They are fed some concentrate in the run-up to lambing with ewes scanned carrying twins fed more

Last September around 80 ewes lambed within two and a half weeks. Joe likes to keep the lambing tight as he takes time off work. He is helped by Rachel and Wendy.

The ewes are lambed in a new shed near the house although they are run outside during the day for exercise. They require little assistance and achieve around175-180% lambing compared with 200% for an April lambing.

The Byeways Flock

“September is a good month for grass here and the weather is also usually warm and fine. Our grazing is rich permanent pasture and the sheep do well on it.

After lambing the grass starts to deteriorate in quality and growth and the ewes are kept in groups of 15 and fed concentrate to help maintain milk yields which aids management and monitoring the sheep. Lambs are introduced to creep feed.

By mid-December the lambs are housed to finish them and to conserve grazing. Feed inputs are minimal. Ewes are given 18% ewe nuts once they have lambed.

Creep is 18% protein lamb pellets which is fed to the fat lambs at four to six weeks old. At weaning ram and ewe lambs retained for breeding are introduced to a course mix ration.

All the ram lambs are kept entire and any not retained for breeding along with females which don’t meet the breed characteristics have been sold finished on the Dorset Waitrose scheme for the last three years.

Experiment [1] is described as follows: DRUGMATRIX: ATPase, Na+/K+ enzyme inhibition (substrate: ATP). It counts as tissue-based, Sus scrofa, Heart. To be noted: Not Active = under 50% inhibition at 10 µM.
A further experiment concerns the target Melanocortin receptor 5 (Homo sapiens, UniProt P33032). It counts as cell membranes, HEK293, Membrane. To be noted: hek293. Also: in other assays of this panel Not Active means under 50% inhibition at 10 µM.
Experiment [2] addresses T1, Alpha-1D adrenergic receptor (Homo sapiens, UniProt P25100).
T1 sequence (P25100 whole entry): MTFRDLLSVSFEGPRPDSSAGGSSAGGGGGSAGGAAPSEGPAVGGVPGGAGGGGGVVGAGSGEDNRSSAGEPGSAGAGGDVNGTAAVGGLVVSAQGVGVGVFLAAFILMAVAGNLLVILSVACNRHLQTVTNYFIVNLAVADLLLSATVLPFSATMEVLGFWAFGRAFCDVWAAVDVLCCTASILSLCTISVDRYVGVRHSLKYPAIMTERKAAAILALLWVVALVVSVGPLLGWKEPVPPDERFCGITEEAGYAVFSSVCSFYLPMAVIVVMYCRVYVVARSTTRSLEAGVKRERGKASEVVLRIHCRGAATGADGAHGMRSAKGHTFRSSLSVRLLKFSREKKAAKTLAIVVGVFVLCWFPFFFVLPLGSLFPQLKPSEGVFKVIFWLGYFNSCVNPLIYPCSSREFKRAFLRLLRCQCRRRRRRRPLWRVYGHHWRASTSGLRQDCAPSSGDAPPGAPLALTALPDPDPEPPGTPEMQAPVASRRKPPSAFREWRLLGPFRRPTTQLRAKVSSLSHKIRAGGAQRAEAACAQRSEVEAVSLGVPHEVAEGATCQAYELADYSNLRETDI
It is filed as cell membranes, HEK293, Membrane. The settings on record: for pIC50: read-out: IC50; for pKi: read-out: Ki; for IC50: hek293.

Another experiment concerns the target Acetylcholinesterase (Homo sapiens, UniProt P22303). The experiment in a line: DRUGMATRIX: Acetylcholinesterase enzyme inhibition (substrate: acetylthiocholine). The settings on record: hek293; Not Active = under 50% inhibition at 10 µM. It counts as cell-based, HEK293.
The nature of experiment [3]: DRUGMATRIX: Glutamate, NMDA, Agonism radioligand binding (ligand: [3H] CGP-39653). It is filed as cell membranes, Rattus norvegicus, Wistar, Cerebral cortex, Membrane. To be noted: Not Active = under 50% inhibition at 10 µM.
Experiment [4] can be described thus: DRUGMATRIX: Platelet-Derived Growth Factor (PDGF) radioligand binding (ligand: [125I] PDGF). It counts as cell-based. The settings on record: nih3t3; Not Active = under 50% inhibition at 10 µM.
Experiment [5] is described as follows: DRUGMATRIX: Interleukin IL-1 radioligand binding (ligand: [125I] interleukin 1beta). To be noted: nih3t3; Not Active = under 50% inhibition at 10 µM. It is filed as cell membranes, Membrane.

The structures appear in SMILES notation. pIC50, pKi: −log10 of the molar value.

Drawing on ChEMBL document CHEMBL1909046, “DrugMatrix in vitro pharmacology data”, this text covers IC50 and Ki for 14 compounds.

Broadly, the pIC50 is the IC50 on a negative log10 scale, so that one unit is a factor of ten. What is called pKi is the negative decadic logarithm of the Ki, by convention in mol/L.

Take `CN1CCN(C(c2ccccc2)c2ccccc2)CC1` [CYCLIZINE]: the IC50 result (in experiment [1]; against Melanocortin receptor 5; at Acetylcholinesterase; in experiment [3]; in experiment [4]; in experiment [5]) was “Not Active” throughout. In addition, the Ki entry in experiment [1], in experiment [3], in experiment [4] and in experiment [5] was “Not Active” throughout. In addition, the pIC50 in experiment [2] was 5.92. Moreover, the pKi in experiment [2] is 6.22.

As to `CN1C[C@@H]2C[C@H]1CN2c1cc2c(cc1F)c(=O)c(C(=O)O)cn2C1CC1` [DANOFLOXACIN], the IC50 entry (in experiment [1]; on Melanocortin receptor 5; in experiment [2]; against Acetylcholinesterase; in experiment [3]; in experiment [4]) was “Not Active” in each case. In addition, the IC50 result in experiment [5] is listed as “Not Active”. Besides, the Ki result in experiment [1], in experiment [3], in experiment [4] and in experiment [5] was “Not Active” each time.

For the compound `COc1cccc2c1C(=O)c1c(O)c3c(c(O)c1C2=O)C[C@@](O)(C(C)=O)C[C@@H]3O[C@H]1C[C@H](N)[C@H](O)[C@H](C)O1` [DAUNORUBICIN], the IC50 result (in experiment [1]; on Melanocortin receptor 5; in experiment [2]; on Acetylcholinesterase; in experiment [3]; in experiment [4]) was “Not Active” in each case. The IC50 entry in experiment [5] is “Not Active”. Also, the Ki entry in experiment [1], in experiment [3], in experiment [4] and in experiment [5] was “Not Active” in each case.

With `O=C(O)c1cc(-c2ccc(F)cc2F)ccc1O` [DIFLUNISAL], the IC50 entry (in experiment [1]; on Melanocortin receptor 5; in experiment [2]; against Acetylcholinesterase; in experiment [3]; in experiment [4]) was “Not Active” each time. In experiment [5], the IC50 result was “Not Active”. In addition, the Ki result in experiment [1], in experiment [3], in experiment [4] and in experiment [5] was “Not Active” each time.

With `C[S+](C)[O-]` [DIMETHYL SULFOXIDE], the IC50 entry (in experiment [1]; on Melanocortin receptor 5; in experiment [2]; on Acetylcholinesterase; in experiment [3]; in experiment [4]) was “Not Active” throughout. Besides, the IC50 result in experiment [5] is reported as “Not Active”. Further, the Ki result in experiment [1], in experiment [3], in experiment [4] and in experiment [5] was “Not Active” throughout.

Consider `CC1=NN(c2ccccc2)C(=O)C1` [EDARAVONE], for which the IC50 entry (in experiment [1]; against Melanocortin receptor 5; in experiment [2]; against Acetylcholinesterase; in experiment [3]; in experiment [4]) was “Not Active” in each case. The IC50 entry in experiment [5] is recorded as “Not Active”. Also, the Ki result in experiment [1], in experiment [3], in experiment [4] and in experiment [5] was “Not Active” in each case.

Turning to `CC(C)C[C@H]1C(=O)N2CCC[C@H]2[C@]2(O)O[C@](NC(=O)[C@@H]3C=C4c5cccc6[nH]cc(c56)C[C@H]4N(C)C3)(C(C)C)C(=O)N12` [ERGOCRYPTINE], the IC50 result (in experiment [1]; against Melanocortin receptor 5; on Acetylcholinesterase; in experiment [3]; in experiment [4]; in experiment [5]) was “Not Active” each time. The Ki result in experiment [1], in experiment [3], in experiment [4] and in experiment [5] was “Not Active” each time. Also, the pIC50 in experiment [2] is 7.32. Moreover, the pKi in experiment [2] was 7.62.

All were sold through the scheme which pays a premium for early Dorset lamb by mid-February at an average 43-44kg live - 19kg deadweight and classifying U and R at 2-3L for 90% of the lambs sent on with remaining 10% E grades.

During the first two months of the year the dry ewes are wintered away on 25 acres of keep. We have strong competition for land to rent in the area from dairy farmers and people with horses.

The Byeways Flock

Each year 15 to 20 ewe lambs are kept for breeding with between 10 and 15 for replacements. The aim is also to sell six or seven shearling ewes at society sales.

The biggest market for breeding sheep from the flock is in the sale of females.

Last year 45 females and 10 lamb rams were sold both at sales and privately, many to a growing number of repeat customers with pedigree flocks.

Ram Lambs are sheared in the third week in January and ewe lambs the first week in March with flock ewes sheared in early April pre-tupping.

While concentrating on the ewes, Joe also likes to invest in his stock rams and generally buys a new stock ram each year at the May Fair where he has paid up to 2,000gns for a ram lamb.
Each year 15 to 20 ewe lambs are kept for breeding with between 10 and 15 for replacements. The aim is also to sell six or seven shearling ewes at society sales.

The biggest market for breeding sheep from the flock is in the sale of females.

This year ten ram lambs and 65 ewe lambs have been selected for sale and so far 35 of the ewe lambs have been sold privately

Joe has been selling ram lambs at the May Fair since 2011 where they have made up to 800gns and he also supports other association sales at Worcester, Carlisle and Llandovery.

Joe shares his father’s enthusiasm for showing livestock and he has exhibited the Dorsets for many years although pressures of work have meant he has had a couple of years off but fully intends to be back into it.